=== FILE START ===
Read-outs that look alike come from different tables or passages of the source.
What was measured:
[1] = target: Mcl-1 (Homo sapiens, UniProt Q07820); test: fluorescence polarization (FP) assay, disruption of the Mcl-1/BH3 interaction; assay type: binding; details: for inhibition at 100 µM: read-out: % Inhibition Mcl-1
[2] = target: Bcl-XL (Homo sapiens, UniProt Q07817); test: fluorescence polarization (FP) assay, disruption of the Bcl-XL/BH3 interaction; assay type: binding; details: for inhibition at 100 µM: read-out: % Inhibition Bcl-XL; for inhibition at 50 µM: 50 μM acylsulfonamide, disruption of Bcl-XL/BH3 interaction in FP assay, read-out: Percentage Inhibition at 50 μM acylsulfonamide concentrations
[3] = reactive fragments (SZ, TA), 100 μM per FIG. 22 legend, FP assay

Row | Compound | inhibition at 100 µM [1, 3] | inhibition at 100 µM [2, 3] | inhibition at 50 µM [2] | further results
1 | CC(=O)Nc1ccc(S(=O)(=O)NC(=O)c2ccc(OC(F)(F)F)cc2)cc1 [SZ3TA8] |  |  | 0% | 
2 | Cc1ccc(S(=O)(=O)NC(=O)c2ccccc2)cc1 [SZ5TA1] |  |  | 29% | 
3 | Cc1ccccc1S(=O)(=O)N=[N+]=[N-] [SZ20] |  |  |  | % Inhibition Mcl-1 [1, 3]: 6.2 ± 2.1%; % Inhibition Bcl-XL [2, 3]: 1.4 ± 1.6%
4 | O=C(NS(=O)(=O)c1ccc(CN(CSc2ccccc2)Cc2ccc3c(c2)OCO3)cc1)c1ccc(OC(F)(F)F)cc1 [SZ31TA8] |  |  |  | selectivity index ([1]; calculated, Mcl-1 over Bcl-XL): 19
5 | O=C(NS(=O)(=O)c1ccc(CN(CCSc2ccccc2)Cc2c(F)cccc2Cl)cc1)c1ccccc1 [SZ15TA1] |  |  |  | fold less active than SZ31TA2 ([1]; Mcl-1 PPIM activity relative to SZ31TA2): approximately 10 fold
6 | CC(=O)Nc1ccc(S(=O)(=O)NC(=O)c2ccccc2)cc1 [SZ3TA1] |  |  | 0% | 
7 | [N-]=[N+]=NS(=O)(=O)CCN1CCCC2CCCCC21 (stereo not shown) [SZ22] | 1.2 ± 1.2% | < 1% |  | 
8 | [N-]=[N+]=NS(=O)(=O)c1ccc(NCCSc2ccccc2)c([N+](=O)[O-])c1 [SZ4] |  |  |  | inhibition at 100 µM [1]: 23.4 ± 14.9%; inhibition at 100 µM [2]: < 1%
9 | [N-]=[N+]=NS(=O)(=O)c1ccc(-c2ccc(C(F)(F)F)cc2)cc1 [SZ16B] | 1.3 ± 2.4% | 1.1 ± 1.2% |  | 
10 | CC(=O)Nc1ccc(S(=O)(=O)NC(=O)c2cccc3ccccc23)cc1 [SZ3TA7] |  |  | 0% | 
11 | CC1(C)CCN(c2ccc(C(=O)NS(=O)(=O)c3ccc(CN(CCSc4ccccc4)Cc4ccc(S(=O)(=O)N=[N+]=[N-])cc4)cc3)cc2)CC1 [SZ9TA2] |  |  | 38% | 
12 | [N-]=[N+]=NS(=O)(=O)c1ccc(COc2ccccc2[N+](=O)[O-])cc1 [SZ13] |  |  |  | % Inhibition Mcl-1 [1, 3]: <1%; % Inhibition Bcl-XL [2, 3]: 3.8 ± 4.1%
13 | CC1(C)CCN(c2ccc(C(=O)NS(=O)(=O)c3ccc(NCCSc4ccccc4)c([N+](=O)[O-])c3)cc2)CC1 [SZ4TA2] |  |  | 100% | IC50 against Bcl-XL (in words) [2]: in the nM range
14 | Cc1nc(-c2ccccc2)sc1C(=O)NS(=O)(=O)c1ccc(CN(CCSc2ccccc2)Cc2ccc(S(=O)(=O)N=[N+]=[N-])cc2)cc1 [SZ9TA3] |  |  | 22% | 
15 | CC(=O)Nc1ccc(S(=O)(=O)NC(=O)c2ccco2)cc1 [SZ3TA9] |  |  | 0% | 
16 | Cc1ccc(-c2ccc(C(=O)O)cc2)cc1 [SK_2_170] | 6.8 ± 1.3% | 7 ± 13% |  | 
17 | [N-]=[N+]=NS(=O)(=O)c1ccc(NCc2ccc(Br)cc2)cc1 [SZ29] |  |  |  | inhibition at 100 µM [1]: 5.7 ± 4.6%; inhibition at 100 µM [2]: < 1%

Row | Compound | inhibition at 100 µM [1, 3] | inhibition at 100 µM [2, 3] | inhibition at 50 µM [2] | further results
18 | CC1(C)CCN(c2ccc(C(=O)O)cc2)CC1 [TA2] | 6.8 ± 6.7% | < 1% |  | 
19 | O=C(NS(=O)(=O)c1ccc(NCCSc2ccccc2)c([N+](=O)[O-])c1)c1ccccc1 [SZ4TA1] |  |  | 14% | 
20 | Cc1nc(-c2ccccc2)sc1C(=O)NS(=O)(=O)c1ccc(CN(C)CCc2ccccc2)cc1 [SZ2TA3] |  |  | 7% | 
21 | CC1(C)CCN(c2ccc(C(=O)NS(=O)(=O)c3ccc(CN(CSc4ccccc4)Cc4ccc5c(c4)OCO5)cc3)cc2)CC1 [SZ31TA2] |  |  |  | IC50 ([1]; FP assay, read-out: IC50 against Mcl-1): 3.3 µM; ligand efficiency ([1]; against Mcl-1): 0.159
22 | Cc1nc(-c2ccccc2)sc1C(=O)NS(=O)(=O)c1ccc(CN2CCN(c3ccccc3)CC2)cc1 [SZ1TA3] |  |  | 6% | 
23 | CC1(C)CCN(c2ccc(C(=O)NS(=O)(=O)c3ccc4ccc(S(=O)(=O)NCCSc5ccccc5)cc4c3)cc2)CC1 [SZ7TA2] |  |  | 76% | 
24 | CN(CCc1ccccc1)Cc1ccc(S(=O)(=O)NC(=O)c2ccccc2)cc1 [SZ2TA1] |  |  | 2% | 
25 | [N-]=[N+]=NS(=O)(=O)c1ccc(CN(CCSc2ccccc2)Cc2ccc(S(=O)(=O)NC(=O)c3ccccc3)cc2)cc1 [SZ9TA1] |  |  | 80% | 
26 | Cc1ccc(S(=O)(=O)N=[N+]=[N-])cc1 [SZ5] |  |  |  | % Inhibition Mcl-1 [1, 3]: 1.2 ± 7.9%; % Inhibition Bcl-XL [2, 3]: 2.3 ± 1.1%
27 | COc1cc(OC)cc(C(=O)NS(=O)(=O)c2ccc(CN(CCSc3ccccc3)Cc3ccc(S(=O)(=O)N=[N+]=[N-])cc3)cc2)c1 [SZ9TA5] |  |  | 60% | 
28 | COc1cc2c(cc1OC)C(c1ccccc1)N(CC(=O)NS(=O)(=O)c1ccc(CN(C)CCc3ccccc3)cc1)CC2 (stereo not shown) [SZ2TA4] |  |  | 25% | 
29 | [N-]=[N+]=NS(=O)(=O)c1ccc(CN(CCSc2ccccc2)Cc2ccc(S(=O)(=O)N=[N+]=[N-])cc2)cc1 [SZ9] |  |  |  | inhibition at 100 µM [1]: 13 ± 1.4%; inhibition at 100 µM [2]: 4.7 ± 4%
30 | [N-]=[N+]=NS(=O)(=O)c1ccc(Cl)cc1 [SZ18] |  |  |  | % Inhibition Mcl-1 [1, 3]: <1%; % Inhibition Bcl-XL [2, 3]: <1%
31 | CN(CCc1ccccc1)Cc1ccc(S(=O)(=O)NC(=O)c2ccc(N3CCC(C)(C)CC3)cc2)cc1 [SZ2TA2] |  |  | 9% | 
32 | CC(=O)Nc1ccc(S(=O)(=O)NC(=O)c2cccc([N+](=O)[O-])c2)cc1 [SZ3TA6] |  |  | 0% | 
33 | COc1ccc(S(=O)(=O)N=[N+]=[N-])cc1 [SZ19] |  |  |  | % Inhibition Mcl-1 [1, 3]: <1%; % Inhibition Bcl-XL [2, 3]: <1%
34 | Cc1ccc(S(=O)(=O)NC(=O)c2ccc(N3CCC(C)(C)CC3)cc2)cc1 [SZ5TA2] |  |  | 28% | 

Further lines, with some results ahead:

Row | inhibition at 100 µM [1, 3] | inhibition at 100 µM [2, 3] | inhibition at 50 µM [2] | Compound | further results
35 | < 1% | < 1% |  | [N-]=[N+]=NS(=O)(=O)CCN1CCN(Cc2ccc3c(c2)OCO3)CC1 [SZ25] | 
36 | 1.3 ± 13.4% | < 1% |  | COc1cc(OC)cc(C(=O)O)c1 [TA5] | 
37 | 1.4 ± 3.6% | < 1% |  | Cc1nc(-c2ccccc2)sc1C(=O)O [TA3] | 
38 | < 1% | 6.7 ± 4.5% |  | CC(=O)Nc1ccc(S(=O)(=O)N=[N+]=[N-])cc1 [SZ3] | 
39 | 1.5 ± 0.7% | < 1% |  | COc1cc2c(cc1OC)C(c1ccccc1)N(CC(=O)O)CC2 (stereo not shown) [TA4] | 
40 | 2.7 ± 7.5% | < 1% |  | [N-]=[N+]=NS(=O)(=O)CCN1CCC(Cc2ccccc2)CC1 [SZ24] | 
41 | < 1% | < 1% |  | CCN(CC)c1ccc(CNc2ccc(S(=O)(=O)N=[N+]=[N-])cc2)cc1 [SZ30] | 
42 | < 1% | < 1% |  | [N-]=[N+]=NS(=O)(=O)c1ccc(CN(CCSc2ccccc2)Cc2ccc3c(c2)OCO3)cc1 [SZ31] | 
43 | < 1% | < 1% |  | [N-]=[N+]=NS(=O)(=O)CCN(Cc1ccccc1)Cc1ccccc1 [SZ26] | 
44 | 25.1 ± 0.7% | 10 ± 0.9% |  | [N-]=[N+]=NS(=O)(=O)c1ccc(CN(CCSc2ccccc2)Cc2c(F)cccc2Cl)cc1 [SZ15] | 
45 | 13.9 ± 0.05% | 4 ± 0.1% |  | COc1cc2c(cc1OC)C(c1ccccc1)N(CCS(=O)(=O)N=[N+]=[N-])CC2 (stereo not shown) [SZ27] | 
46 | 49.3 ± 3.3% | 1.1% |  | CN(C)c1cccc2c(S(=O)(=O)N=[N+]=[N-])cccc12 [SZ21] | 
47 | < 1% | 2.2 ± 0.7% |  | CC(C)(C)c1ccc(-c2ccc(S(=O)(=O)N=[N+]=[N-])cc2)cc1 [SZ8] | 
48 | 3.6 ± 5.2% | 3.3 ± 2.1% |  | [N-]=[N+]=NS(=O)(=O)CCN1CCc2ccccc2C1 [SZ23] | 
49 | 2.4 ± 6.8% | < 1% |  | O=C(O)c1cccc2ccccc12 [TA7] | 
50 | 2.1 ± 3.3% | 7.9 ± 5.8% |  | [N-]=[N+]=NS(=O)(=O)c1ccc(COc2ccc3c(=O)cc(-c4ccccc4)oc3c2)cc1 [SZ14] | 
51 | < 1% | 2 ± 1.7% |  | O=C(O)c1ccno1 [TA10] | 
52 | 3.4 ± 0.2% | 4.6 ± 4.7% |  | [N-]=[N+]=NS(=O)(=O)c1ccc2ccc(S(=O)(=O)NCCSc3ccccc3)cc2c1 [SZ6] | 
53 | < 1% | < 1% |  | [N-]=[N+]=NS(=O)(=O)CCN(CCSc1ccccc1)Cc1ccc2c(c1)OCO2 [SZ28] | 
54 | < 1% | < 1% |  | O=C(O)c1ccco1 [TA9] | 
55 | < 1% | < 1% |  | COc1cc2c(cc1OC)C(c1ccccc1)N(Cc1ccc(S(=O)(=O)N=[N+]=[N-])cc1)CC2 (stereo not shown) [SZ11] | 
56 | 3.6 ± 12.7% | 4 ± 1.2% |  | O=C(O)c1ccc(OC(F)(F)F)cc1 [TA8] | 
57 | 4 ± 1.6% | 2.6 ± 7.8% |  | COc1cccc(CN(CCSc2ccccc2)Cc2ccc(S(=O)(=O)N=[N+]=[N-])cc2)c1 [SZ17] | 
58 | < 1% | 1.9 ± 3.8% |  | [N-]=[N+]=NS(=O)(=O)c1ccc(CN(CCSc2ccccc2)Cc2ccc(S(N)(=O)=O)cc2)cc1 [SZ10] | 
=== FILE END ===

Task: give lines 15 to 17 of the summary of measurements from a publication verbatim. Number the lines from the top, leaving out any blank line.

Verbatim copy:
9 | [N-]=[N+]=NS(=O)(=O)c1ccc(-c2ccc(C(F)(F)F)cc2)cc1 [SZ16B] | 1.3 ± 2.4% | 1.1 ± 1.2% |  | 
10 | CC(=O)Nc1ccc(S(=O)(=O)NC(=O)c2cccc3ccccc23)cc1 [SZ3TA7] |  |  | 0% | 
11 | CC1(C)CCN(c2ccc(C(=O)NS(=O)(=O)c3ccc(CN(CCSc4ccccc4)Cc4ccc(S(=O)(=O)N=[N+]=[N-])cc4)cc3)cc2)CC1 [SZ9TA2] |  |  | 38% | 